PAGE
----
Clement Kofi Athey and Carol McNicoll
Two more souvenirs. The jug by Clement Kofi Athey, known as ĎKofií, is a by-product of colonial power relations. In 1943 Kofi came to work as a labourer at a tile works set up by the British government in what was then the Gold Coast. There he was befriended by the British potter Michael Cardew. When the project failed in 1945 Kofi went with Cardew to Vume on the Volta River. From then on Kofiís life was not his own. Cardew saw Kofi as a muse, who would help him realise his dream of a new kind of African pottery, first at Vume, then at Abuja and at Jos, both in Nigeria. Kofiís modest jug embodies an unequal friendship. It also stands for the anti-modern fantasies visited on British West Africa during the colonial period. I bought it in a sale in London. Carol McNicollís jug was given to me by its maker. If Kofiís jug has a tragic dimension, McNicollís is replete with irony. It is an absurdist object that mocks both industrial production and the high-minded seriousness of the studio pottery movement. McNicoll is a ĎBritishí potter but more accurately she is Irish and Scottish. Much of her work comments on colonialism and neo-colonialism. Set side by side these two jugs make a new, unsettling art work, a still life that reflects on the displaced.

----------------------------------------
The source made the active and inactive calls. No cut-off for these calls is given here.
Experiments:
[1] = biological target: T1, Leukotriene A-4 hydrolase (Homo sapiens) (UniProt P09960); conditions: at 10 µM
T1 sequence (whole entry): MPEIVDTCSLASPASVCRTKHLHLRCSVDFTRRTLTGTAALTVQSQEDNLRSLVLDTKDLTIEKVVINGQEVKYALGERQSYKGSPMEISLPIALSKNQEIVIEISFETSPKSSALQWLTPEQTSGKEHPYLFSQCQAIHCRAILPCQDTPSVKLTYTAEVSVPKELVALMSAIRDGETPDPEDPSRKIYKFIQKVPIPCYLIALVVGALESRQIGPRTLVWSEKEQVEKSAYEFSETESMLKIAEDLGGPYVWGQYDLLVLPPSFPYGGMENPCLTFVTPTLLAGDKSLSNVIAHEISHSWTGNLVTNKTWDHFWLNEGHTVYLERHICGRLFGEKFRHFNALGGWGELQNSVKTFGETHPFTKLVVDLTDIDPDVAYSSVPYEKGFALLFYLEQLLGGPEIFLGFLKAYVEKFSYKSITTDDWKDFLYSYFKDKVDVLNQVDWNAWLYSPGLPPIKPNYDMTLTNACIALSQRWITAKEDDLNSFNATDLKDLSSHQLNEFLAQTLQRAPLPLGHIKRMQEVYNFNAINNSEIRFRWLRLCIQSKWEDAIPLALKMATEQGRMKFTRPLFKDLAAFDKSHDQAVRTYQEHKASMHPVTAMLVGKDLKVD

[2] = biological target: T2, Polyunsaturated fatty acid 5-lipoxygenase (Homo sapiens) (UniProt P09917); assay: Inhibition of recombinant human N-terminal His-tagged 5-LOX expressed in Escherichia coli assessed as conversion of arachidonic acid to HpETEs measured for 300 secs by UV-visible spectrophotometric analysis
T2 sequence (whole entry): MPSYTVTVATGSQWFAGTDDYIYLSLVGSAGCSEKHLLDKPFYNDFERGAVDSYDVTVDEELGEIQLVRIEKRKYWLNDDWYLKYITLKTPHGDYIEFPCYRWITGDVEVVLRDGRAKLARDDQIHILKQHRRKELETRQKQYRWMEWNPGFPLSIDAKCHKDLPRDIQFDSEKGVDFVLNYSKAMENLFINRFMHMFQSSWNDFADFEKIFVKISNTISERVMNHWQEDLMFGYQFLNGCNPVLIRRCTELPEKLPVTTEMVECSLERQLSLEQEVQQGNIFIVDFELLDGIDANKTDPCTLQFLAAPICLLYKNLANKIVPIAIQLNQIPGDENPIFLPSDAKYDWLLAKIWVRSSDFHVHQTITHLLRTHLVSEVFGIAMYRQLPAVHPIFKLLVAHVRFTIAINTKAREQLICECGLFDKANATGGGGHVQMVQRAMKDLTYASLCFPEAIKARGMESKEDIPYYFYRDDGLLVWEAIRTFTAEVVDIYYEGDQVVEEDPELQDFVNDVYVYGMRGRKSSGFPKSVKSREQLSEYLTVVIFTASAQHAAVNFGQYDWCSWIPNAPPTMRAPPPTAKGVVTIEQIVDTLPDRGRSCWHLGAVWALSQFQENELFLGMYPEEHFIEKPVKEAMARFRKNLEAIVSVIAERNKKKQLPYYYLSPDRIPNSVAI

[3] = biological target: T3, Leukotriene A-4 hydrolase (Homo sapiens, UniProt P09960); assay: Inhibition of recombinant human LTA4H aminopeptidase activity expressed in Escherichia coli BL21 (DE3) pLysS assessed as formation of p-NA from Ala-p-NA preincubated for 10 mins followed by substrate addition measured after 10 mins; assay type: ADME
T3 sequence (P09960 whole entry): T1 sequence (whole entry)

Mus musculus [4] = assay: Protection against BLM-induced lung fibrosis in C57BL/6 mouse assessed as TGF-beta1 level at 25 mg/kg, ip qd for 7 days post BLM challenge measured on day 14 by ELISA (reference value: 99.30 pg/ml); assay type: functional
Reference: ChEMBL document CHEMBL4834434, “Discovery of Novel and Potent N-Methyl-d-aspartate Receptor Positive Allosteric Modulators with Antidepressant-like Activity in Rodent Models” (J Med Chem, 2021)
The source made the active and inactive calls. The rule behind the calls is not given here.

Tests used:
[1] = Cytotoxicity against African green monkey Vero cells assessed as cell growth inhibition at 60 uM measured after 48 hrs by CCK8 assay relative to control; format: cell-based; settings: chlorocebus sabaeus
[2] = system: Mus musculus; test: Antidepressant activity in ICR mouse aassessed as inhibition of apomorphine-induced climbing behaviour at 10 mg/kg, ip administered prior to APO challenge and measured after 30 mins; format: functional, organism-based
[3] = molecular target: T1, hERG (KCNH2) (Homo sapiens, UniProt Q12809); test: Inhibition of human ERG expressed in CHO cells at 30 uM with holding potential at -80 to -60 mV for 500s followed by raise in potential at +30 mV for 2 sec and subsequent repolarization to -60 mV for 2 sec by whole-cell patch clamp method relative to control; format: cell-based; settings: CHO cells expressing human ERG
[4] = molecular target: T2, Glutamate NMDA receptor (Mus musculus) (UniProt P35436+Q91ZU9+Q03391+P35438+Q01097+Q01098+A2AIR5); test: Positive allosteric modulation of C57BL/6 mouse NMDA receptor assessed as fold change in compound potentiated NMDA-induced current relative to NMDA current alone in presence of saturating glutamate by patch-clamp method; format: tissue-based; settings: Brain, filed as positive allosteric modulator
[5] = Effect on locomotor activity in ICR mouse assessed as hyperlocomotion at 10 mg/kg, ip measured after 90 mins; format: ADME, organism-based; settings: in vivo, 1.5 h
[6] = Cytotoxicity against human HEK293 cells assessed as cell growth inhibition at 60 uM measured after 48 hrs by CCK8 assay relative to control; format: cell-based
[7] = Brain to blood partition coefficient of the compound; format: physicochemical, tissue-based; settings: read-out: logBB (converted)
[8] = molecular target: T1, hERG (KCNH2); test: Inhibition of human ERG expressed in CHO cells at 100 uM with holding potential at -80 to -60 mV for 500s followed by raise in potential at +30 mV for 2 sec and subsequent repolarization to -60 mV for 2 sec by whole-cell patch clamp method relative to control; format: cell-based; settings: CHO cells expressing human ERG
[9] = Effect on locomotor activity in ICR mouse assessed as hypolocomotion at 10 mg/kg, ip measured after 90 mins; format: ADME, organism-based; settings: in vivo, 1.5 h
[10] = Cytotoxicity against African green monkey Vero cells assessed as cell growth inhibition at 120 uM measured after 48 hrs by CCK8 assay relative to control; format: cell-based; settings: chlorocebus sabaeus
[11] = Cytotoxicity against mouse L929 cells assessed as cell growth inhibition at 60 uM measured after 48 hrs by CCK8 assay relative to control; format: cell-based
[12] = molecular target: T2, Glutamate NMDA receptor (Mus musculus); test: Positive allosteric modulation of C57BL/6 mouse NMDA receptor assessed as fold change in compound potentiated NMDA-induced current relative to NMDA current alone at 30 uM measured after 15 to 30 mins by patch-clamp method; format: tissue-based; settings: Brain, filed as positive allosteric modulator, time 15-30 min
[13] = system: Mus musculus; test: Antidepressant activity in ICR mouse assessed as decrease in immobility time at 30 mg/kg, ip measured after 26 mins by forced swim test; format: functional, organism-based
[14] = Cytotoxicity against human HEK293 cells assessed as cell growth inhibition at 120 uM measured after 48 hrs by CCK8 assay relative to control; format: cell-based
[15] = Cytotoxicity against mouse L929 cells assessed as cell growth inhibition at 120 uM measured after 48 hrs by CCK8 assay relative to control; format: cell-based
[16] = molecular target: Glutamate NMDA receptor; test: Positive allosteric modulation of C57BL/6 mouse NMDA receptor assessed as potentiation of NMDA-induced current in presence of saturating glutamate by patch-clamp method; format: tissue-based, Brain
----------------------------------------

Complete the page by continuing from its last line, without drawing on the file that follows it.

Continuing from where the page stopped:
Clement Kofi Athey (b. 1922 Ghana, d. 199?) was a potter and lived in Nigeria and Ghana.
Carol McNicoll (b. 1943 United Kingdom) is a potter and lives in London.
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